At Ravello we pride ourselves on being experts in nested virtualization. I’ve written about this in our Virtualization 2.0 series. In short, nested virtualization allows us to make the cloud look more like the datacenter. It gives us an abstraction layer that we can use to smooth out the differences between the cloud and the datacenter, and also between different clouds. Our approach allows customers to reap the benefits of the cloud today, without having to perform a costly application re-architecture.
Previously, I also blogged about why nested virtualization is difficult to achieve in the cloud, and requires us to implement binary translation because of the lack of hardware virtualization features.
That said, it appears that a single level of nesting wasn’t enough for our Israel-based engineering team. Yesterday I spent a few hours on the phone with Izik Eidus, our lead engineer, and my head is still spinning: we now have a working prototype of nested virtualization, nested again. And even more impressive, the performance overhead appears to be very small. I will share more details in a future blog post (when I get my head around it!), but the gist of it is that we have adapted our binary translation so that it recognizes the double-nesting, and effectively removes one layer of nesting and runs the inner guest directly on top.
There are actually good use cases for doing this, and I’ll get to those shortly. But first let’s recap. The virtual machines that our customers normally run as part of an all-encompassing application (which includes networks and storage as well) run on our HVX hypervisor, which in turn runs in a VM in the cloud, for example AWS or the HP Cloud. These customer VMs are the “traditional” nested VMs that we’ve always offered (if “traditional” is the right word to use here). Another term we use is “second-level guests,” indicating that there is one more guest between the VM and the actual hardware.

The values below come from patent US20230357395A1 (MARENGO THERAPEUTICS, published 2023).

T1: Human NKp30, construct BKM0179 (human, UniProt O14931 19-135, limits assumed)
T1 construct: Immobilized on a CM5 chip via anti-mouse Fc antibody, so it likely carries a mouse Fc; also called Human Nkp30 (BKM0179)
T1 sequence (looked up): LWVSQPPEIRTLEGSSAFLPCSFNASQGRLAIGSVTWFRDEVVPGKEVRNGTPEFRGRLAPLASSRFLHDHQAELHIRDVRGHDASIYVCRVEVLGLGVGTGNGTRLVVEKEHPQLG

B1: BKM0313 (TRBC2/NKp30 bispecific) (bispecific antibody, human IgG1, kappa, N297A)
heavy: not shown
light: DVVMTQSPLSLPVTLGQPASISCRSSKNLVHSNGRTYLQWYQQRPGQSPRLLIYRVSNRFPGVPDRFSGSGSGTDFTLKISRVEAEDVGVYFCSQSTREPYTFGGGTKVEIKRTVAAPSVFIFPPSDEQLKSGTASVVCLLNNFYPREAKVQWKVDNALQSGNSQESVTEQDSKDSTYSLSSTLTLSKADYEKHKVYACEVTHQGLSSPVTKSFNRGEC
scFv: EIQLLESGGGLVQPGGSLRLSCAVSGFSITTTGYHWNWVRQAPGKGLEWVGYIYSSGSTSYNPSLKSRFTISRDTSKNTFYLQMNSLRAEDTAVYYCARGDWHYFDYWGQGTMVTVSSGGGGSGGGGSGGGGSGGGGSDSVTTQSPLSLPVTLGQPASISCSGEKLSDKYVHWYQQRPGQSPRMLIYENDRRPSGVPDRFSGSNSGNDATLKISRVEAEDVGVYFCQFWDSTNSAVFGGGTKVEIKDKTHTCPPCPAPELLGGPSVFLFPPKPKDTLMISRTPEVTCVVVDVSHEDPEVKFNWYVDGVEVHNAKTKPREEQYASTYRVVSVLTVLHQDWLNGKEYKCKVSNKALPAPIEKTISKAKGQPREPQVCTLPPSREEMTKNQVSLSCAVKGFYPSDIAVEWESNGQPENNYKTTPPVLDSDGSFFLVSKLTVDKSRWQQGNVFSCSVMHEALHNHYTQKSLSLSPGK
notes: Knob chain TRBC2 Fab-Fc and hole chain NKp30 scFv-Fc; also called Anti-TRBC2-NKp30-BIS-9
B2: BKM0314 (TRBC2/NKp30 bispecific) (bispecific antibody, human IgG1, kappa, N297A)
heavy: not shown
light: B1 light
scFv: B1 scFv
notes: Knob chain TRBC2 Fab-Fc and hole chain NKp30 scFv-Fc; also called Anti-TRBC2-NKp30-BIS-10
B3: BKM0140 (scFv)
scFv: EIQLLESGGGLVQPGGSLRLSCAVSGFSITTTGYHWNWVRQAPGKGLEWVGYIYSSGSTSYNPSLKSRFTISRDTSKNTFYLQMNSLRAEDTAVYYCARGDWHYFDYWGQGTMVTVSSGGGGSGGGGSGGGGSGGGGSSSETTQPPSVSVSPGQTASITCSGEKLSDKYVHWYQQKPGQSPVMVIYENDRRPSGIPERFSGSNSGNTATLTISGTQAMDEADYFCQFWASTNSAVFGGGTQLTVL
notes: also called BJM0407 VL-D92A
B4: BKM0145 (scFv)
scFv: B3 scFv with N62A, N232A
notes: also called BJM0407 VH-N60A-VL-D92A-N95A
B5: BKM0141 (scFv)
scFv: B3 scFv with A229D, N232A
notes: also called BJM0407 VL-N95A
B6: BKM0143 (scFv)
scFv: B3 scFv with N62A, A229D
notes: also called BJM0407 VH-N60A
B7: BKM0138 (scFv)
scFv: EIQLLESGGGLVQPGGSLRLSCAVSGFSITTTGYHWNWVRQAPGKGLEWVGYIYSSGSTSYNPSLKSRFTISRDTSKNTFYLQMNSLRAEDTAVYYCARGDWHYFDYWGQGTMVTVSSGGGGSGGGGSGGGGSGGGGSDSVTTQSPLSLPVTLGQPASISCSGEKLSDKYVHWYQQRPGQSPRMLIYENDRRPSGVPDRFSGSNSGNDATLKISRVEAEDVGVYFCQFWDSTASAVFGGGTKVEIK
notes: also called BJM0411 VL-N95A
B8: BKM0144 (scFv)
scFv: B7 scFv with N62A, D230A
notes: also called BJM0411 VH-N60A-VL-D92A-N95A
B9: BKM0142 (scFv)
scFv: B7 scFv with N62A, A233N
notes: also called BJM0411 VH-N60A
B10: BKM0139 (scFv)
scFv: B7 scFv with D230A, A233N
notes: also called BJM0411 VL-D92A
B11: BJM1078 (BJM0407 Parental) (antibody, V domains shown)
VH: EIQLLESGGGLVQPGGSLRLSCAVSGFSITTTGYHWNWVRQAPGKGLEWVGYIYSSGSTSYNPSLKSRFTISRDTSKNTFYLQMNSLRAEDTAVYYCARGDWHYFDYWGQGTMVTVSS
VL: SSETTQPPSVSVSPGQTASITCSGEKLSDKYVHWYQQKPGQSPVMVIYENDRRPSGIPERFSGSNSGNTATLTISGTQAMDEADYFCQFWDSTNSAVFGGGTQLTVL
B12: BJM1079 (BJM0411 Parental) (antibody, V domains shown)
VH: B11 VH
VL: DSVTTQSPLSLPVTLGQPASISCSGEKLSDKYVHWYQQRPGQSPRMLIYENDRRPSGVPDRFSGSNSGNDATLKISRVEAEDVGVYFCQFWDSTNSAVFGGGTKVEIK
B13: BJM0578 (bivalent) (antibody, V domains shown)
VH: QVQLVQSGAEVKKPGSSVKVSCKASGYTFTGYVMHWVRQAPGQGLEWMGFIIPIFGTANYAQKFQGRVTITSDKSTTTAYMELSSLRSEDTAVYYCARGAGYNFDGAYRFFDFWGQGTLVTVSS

Using the double-nested feature, it becomes possible to run KVM and VMware ESXi™ in these second-level guests, which can then in turn run third-level guests. One exciting use case this opens up is to evaluate, develop, and test virtualization and cloud solutions like VMware vSphere™ or OpenStack on the cloud, without having to set up your own hardware. We also expect this feature to be very useful in classrooms teaching these technologies.
The video below demonstrates this technology. Note that double-nesting as shown here is still a technology preview; it has not yet been rolled into our SaaS offering. Please stay tuned for updates. In the mean time, if you have any questions, feel free to reach out to me.